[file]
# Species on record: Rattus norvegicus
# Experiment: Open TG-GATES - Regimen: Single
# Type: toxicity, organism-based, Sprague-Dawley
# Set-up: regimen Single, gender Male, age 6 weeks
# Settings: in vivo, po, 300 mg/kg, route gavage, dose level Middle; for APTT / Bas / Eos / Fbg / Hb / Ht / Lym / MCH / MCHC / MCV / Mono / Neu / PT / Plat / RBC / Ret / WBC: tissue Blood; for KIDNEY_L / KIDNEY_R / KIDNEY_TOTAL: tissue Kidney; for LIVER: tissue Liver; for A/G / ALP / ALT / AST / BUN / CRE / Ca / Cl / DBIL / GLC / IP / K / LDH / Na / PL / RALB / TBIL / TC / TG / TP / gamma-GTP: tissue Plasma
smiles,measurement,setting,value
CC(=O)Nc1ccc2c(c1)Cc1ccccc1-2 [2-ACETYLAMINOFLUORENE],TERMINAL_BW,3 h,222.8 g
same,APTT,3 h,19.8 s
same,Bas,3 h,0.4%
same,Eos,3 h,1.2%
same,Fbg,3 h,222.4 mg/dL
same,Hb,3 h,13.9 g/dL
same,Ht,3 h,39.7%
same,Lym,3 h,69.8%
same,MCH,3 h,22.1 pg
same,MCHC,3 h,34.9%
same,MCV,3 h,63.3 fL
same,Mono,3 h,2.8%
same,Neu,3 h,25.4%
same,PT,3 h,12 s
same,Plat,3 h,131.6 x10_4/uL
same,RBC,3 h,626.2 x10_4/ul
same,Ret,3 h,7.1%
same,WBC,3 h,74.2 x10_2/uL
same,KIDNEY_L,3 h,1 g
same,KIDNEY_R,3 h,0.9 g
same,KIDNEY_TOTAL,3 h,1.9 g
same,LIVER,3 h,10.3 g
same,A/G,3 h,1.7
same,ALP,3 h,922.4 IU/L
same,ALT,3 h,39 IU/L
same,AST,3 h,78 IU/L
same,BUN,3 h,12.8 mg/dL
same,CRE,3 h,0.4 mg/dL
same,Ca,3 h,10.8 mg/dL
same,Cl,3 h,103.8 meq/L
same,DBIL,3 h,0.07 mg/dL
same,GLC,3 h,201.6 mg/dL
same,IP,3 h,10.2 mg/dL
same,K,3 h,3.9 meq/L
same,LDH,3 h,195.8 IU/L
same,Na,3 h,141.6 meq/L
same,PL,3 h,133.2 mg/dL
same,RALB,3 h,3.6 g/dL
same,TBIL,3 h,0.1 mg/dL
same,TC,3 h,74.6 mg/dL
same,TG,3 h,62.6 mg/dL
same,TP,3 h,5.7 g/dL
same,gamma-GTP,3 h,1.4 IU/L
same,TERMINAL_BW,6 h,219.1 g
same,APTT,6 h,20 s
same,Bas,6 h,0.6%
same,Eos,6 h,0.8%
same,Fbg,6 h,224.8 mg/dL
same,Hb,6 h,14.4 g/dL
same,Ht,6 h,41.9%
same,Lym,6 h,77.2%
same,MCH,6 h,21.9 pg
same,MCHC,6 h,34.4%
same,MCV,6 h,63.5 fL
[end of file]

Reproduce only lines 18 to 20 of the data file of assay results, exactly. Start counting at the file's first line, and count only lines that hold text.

same,Mono,3 h,2.8%
same,Neu,3 h,25.4%
same,PT,3 h,12 s